Many aquarists recognize the bright yellow coloration of Labidochromis caeruleus but it can also be found in a rarely seen blue and white form. This Lake Malawi cichlid will not only add beautiful color to your aquarium but it is also easy to care for and breed, as far as cichlids are concerned. The males of this species grow up to 5” while the females reach up to 3” in length. Although both sexes are predominantly yellow, females tend to be a paler shade of yellow and males also have splashes of black in their dorsal, ventral and anal fins.
Labidochromis caeruleus are generally found in rocky areas and thus, their aquarium habitat should also feature many rocks and caves to provide shelter and security and they should also have a fine gravel or sandy bottom. A minimum tank size of 30 gallons is recommended with a good filtration system and regular water changes being mandatory if you are to have healthy fishes. The temperature in the aquarium should be kept between 76-82 F with a pH of 8.0-8.4. Feeding should not pose any problems as these cichlids are omnivorous and not very picky. Besides feeding a variety of protein sources (shrimps, worms, etc.) it is important to also include vegetable based foods in their diet (spirulina flakes, specially formulated cichlid pellets, etc.). Although this species is considered to be “non-aggressive” it is not suitable for community tanks but should be kept in a species tank or with other Lake Malawi cichlids that are similar in size and disposition.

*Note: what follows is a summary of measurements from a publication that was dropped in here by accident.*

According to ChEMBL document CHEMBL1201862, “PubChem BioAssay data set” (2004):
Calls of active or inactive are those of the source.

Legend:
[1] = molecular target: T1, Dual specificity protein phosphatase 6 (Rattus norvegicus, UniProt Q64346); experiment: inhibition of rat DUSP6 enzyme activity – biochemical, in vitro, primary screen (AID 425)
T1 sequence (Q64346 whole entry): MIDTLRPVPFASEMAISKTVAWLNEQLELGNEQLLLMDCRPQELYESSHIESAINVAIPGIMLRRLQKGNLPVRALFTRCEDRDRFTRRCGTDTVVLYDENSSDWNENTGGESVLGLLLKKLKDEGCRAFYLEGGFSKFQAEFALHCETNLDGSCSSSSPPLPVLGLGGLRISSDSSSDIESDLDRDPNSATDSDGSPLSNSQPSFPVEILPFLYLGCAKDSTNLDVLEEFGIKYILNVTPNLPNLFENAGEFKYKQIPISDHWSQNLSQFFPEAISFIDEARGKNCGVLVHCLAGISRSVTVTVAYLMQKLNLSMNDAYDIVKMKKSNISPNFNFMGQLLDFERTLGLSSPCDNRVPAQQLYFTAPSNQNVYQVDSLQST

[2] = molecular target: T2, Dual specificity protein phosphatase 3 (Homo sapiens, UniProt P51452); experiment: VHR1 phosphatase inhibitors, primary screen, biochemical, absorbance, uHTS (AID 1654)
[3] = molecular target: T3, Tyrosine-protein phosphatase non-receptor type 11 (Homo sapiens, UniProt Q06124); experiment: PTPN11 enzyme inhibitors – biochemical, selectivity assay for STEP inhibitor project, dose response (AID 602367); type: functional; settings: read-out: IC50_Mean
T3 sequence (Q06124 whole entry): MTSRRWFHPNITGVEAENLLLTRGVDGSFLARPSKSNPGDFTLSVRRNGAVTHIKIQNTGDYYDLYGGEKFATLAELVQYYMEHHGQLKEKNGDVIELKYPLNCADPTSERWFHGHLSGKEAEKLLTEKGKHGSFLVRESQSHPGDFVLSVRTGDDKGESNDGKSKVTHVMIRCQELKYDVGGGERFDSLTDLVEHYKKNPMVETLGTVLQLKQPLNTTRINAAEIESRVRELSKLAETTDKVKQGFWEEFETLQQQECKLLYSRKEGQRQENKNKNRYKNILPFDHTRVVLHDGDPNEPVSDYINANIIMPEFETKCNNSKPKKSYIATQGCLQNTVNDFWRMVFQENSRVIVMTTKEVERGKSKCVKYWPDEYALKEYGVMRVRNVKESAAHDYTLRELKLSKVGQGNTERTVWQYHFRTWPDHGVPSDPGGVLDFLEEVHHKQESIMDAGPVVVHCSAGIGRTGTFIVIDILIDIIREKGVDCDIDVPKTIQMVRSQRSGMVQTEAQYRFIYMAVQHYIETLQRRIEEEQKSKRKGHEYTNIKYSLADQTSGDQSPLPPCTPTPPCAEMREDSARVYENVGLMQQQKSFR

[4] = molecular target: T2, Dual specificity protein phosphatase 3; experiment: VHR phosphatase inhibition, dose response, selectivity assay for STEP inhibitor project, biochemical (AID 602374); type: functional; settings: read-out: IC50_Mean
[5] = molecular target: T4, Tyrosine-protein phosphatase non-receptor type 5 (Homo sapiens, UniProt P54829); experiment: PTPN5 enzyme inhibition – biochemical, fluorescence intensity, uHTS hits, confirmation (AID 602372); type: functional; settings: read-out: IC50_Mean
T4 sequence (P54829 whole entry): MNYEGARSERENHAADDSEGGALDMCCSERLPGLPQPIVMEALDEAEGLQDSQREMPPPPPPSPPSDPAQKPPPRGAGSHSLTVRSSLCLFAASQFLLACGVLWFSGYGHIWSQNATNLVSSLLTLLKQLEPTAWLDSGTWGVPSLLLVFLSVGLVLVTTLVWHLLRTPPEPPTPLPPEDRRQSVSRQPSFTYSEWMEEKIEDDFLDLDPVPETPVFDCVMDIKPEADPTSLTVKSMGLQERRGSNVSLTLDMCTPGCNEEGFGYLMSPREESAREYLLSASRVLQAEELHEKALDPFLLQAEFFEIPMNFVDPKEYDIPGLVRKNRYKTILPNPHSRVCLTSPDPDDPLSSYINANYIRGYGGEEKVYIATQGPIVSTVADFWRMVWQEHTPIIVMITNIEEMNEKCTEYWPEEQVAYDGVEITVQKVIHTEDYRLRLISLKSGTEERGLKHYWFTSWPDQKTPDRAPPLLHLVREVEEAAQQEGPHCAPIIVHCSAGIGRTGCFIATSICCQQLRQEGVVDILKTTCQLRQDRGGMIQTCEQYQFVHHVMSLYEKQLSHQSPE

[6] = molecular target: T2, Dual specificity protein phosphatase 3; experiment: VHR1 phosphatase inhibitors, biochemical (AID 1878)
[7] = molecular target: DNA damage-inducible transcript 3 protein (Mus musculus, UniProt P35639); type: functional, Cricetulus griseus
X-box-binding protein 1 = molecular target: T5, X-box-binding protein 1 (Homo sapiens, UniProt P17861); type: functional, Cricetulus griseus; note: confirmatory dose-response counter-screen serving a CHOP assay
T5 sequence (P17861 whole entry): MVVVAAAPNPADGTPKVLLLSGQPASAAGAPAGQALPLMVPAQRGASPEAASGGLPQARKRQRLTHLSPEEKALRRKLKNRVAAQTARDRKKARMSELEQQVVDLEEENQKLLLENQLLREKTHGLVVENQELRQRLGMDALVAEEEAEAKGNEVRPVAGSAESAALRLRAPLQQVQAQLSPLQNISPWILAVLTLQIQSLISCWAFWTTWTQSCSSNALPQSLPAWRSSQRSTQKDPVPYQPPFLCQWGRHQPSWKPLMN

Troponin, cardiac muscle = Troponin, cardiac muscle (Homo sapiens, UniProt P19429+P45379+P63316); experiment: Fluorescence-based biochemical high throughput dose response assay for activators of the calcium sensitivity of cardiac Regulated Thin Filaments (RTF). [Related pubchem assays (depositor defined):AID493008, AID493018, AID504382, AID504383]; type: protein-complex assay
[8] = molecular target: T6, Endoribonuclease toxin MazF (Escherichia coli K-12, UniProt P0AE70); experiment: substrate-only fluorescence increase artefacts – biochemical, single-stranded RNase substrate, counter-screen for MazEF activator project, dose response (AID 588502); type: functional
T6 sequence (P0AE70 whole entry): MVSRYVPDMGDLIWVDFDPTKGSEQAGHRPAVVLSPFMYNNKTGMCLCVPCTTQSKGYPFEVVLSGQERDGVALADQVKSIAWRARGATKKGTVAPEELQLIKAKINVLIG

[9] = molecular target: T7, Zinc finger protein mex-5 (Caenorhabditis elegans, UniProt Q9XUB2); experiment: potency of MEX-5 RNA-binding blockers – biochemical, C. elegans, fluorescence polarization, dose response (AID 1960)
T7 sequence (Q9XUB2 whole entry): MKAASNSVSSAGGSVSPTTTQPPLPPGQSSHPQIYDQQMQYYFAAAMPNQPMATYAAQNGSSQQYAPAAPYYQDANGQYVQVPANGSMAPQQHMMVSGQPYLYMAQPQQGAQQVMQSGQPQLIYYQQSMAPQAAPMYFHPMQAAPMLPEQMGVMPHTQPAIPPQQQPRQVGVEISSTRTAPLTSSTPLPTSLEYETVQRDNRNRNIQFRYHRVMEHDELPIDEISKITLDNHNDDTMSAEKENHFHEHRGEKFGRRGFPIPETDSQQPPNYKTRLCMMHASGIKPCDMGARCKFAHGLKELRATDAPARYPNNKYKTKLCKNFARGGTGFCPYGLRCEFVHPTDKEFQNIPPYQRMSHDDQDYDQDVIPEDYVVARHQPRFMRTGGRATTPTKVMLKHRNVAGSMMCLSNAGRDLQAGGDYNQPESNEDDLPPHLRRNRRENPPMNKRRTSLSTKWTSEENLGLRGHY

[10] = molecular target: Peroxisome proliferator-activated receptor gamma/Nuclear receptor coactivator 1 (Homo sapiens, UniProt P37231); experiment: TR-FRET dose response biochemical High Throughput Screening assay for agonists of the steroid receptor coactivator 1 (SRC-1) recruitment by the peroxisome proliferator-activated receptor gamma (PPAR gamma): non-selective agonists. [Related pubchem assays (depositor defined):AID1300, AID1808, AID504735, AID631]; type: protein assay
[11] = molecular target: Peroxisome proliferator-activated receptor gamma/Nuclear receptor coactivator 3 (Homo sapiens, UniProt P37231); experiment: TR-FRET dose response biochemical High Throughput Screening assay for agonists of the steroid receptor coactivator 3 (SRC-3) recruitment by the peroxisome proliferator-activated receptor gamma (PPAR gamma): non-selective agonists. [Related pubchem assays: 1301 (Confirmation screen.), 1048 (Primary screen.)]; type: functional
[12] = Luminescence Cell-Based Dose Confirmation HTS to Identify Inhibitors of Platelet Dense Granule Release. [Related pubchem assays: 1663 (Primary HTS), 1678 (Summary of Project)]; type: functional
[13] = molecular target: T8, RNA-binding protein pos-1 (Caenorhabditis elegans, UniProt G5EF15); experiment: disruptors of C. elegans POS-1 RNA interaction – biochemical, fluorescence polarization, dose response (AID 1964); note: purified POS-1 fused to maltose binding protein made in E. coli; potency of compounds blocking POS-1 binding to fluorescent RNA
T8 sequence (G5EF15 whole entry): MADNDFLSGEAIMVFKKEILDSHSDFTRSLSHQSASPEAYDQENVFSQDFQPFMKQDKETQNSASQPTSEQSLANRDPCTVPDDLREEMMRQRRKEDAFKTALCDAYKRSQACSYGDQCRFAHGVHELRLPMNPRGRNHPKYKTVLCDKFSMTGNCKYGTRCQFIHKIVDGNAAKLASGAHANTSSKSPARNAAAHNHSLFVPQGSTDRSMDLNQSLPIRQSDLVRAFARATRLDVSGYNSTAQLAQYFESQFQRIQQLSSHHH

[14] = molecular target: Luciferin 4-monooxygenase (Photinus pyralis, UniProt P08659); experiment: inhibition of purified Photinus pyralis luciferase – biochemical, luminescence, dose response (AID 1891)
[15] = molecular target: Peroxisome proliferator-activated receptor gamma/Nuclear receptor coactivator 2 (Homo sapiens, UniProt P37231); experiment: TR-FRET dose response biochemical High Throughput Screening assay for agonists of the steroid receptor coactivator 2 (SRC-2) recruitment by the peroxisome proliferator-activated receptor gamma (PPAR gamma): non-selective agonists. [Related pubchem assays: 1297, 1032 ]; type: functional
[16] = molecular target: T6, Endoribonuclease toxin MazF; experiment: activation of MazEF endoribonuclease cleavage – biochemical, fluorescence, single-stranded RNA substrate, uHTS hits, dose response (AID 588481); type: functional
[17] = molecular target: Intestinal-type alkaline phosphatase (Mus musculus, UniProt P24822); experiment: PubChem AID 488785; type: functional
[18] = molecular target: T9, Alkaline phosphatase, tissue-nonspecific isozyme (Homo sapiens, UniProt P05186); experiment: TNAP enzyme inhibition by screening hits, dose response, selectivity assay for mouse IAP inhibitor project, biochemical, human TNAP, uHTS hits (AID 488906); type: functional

If you are interested in breeding these cichlids it is best to begin by obtaining a group of juveniles, preferably several females per male, and raising them together. Because Labidochromis caeruleus is a mouth brooder, it fascinating to observe the mating ritual. The male will select a spot and clear it of debris. He then tries to lure a female into his special area. After a receptive female follows him she will lay her eggs in the designated area and the male will fertilize them. She will then immediately scoop the eggs up in her mouth and repeat the process several more times. The female should then be placed in a tank of her own. The female “holds” the eggs and then the newly hatched fry in her mouth for 4-5 weeks before they are finally set free. During this time she does not eat so it is vital to nourish her back to full strength before returning her to the main tank. The fry (which usually number 5-15) can be fed newly hatched brine shrimp as well as finely ground flake foods.
Compatible: Lake Malawi similar size, and African Catfish.